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Kai Ryssdal: The White House got largely what it wanted out of lawmakers before Congress adjouned for its August recess. The president signed an extension of the Foreign Intelligence Surveillance Act yesterday. It lets the government expand on what it's already been doing: eavesdropping on international calls and e-mails without a warrant.
Marketplace's Lisa Napoli takes a closer look now at what else was included — and what was left out of that 11th hour legislation.
Lisa Napoli: Say the government decides it wants a record of all phone calls, e-mails, faxes, and text messages that come in and out of the United States from India for a given week.
Now, it can order phone companies and Internet providers to give up those records — without presenting a court order.
Lisa Graves: The law permits the government to access all communication in which one person is believed to be abroad.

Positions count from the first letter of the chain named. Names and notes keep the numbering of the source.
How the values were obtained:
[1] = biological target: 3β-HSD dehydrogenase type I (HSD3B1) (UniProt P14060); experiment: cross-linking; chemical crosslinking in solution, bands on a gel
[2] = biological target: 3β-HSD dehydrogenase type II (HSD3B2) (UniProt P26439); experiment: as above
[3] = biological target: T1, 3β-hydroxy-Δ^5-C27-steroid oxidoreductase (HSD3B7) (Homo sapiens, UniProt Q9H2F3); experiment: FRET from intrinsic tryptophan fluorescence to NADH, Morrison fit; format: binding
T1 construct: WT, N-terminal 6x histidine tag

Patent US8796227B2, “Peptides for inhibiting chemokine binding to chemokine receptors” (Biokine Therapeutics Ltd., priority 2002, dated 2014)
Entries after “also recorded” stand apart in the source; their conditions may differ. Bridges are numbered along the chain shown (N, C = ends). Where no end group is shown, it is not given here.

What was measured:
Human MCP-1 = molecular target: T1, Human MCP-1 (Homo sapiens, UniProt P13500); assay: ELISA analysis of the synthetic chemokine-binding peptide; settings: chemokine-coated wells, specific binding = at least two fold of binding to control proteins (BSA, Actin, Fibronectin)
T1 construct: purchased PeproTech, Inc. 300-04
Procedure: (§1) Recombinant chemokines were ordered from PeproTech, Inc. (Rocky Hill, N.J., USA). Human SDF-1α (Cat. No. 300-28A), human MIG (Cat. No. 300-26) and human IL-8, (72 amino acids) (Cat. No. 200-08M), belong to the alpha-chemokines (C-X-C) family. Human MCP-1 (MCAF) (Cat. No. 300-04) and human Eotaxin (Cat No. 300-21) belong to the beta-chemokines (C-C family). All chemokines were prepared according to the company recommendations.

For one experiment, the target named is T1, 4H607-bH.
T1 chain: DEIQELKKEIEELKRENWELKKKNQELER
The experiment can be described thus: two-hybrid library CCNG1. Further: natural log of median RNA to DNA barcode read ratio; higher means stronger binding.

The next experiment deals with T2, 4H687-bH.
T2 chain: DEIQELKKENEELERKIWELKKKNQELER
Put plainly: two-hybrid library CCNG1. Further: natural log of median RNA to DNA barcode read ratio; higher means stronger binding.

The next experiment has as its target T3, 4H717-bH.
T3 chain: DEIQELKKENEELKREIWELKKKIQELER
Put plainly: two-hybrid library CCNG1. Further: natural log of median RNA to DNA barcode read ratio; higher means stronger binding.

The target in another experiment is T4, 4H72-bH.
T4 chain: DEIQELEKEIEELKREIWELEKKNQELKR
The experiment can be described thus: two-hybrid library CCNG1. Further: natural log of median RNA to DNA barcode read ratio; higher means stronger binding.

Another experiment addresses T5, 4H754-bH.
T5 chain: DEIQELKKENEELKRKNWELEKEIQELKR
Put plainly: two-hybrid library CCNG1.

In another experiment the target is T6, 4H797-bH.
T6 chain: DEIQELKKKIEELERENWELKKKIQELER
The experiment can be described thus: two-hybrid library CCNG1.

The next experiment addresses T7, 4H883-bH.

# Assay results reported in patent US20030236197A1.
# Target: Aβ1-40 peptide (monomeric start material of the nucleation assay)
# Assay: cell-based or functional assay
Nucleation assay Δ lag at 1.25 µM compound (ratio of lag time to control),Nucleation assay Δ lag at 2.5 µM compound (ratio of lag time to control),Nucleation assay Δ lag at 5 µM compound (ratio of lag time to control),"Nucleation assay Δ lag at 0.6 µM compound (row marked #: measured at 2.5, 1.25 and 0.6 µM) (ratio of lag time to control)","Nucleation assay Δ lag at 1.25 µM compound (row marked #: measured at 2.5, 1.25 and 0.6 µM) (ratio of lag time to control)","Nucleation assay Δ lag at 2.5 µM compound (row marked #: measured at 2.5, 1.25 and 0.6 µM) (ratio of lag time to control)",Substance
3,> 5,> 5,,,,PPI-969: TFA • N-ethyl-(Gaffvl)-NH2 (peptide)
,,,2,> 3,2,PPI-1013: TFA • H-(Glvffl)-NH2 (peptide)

That's Lisa Graves of the National Center for Securities Studies. She says for their time and trouble in helping Uncle Sam, communications companies will get one thing they wanted in return: financial compensation from the government.
The exact dollar amount isn't clear. but what the telecoms wanted — and didn't get — was legal immunity. They've recently been in the crosshairs from civil liberties groups for their cooperation with a growing number of government spy programs.
Marc Rotenberg is with the Electronic Privacy information center:
Marc Rotenberg: They don't want to be exposed in terms of liability if it turns out they were violating federal wiretap laws by helping the government.
The president said when he signed the bill that he hopes the telecoms will eventually get the legal break they want. He's said eavesdropping programs like this one are essential to the fight against terrorism.
The fight for the privacy rights issues won't stop with enactment of this law. It's only on the books for six months, and Congress is expected to take a look at it again after summer vacation.
In Los Angeles, I'm Lisa Napoli for Marketplace.